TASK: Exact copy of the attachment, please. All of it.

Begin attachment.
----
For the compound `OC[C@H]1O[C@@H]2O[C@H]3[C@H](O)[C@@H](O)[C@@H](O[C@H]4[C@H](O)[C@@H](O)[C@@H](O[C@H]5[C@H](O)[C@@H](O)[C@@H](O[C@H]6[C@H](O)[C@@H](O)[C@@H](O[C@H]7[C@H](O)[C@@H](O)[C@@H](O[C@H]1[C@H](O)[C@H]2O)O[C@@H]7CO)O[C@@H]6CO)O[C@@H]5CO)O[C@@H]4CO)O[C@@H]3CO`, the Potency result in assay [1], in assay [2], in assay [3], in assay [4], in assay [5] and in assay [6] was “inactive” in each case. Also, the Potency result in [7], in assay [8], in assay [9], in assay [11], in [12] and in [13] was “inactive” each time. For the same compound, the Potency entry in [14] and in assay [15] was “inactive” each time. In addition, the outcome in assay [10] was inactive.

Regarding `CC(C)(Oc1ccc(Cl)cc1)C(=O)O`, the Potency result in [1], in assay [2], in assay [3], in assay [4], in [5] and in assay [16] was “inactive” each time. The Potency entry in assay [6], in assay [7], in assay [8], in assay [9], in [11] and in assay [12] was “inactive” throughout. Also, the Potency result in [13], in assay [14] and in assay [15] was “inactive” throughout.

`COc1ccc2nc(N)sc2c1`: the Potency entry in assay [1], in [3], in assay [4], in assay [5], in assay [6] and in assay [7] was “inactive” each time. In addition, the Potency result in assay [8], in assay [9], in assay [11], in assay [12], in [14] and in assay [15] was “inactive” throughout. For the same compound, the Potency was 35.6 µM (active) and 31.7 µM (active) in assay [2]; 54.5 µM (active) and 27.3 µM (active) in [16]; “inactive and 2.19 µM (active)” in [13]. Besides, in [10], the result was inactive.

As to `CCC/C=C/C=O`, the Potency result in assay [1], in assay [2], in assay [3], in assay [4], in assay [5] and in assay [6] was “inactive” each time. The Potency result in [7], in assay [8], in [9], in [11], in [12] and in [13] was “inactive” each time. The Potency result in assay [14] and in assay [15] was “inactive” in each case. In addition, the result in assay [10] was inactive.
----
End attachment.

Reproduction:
For the compound `OC[C@H]1O[C@@H]2O[C@H]3[C@H](O)[C@@H](O)[C@@H](O[C@H]4[C@H](O)[C@@H](O)[C@@H](O[C@H]5[C@H](O)[C@@H](O)[C@@H](O[C@H]6[C@H](O)[C@@H](O)[C@@H](O[C@H]7[C@H](O)[C@@H](O)[C@@H](O[C@H]1[C@H](O)[C@H]2O)O[C@@H]7CO)O[C@@H]6CO)O[C@@H]5CO)O[C@@H]4CO)O[C@@H]3CO`, the Potency result in assay [1], in assay [2], in assay [3], in assay [4], in assay [5] and in assay [6] was “inactive” in each case. Also, the Potency result in [7], in assay [8], in assay [9], in assay [11], in [12] and in [13] was “inactive” each time. For the same compound, the Potency entry in [14] and in assay [15] was “inactive” each time. In addition, the outcome in assay [10] was inactive.

Regarding `CC(C)(Oc1ccc(Cl)cc1)C(=O)O`, the Potency result in [1], in assay [2], in assay [3], in assay [4], in [5] and in assay [16] was “inactive” each time. The Potency entry in assay [6], in assay [7], in assay [8], in assay [9], in [11] and in assay [12] was “inactive” throughout. Also, the Potency result in [13], in assay [14] and in assay [15] was “inactive” throughout.

`COc1ccc2nc(N)sc2c1`: the Potency entry in assay [1], in [3], in assay [4], in assay [5], in assay [6] and in assay [7] was “inactive” each time. In addition, the Potency result in assay [8], in assay [9], in assay [11], in assay [12], in [14] and in assay [15] was “inactive” throughout. For the same compound, the Potency was 35.6 µM (active) and 31.7 µM (active) in assay [2]; 54.5 µM (active) and 27.3 µM (active) in [16]; “inactive and 2.19 µM (active)” in [13]. Besides, in [10], the result was inactive.

As to `CCC/C=C/C=O`, the Potency result in assay [1], in assay [2], in assay [3], in assay [4], in assay [5] and in assay [6] was “inactive” each time. The Potency result in [7], in assay [8], in [9], in [11], in [12] and in [13] was “inactive” each time. The Potency result in assay [14] and in assay [15] was “inactive” in each case. In addition, the result in assay [10] was inactive.